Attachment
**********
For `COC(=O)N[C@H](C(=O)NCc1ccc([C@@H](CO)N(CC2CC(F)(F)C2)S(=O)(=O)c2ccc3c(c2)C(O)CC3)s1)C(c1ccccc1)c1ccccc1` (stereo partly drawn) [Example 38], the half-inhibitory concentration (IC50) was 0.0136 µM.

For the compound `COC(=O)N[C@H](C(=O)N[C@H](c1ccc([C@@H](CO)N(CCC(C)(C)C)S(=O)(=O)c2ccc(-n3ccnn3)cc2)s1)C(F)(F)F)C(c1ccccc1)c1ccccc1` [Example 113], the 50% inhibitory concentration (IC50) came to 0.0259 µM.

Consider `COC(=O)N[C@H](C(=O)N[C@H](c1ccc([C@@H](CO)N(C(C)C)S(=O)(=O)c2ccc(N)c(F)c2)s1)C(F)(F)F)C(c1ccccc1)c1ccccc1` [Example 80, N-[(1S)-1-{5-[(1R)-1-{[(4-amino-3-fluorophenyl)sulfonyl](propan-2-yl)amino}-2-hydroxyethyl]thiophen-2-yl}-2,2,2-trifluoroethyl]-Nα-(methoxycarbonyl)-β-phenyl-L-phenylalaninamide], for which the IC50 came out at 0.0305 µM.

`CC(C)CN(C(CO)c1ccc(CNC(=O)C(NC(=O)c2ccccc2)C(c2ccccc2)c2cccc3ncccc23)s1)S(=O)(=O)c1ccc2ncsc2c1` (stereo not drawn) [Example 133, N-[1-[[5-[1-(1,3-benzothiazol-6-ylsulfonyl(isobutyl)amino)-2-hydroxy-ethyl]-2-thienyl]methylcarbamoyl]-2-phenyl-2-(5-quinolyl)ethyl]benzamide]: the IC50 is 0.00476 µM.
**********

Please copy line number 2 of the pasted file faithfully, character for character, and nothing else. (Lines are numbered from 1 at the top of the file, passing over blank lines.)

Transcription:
For the compound `COC(=O)N[C@H](C(=O)N[C@H](c1ccc([C@@H](CO)N(CCC(C)(C)C)S(=O)(=O)c2ccc(-n3ccnn3)cc2)s1)C(F)(F)F)C(c1ccccc1)c1ccccc1` [Example 113], the 50% inhibitory concentration (IC50) came to 0.0259 µM.